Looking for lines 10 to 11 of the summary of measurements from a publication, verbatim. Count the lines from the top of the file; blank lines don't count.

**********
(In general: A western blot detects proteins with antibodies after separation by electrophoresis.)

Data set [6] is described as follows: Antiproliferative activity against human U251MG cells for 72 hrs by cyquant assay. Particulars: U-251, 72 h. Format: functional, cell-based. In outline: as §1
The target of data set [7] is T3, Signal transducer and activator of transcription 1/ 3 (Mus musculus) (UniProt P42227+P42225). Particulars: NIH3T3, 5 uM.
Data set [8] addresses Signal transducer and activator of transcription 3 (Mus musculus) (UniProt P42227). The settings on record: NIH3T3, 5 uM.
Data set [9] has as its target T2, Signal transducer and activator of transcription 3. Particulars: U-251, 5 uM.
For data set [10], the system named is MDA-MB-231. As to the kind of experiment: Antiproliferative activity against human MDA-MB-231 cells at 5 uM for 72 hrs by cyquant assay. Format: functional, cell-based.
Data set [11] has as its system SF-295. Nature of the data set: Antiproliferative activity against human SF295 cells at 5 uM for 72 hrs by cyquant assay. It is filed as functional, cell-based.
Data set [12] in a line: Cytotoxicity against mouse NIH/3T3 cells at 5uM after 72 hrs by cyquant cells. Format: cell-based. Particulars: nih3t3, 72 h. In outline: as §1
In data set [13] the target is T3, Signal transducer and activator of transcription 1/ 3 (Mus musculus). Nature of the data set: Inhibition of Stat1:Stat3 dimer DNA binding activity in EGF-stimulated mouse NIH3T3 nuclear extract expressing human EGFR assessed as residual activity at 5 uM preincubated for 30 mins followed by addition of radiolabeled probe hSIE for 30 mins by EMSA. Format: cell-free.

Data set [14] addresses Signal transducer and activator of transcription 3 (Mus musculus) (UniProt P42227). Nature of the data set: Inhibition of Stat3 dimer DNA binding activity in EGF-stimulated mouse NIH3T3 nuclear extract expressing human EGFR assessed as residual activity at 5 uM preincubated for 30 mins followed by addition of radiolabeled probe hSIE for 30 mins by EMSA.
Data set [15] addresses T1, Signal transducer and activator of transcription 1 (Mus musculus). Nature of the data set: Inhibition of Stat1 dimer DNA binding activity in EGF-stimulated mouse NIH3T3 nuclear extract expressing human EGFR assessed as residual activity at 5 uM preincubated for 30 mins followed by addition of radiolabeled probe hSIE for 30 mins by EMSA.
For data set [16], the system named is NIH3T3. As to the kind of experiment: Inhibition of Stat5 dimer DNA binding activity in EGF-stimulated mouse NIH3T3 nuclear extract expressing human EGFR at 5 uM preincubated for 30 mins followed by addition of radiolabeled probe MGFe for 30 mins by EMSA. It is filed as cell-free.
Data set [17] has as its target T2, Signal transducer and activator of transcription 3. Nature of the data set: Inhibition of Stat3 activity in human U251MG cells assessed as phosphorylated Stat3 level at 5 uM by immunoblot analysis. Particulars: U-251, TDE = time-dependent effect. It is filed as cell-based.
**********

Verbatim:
Data set [14] addresses Signal transducer and activator of transcription 3 (Mus musculus) (UniProt P42227). Nature of the data set: Inhibition of Stat3 dimer DNA binding activity in EGF-stimulated mouse NIH3T3 nuclear extract expressing human EGFR assessed as residual activity at 5 uM preincubated for 30 mins followed by addition of radiolabeled probe hSIE for 30 mins by EMSA.
Data set [15] addresses T1, Signal transducer and activator of transcription 1 (Mus musculus). Nature of the data set: Inhibition of Stat1 dimer DNA binding activity in EGF-stimulated mouse NIH3T3 nuclear extract expressing human EGFR assessed as residual activity at 5 uM preincubated for 30 mins followed by addition of radiolabeled probe hSIE for 30 mins by EMSA.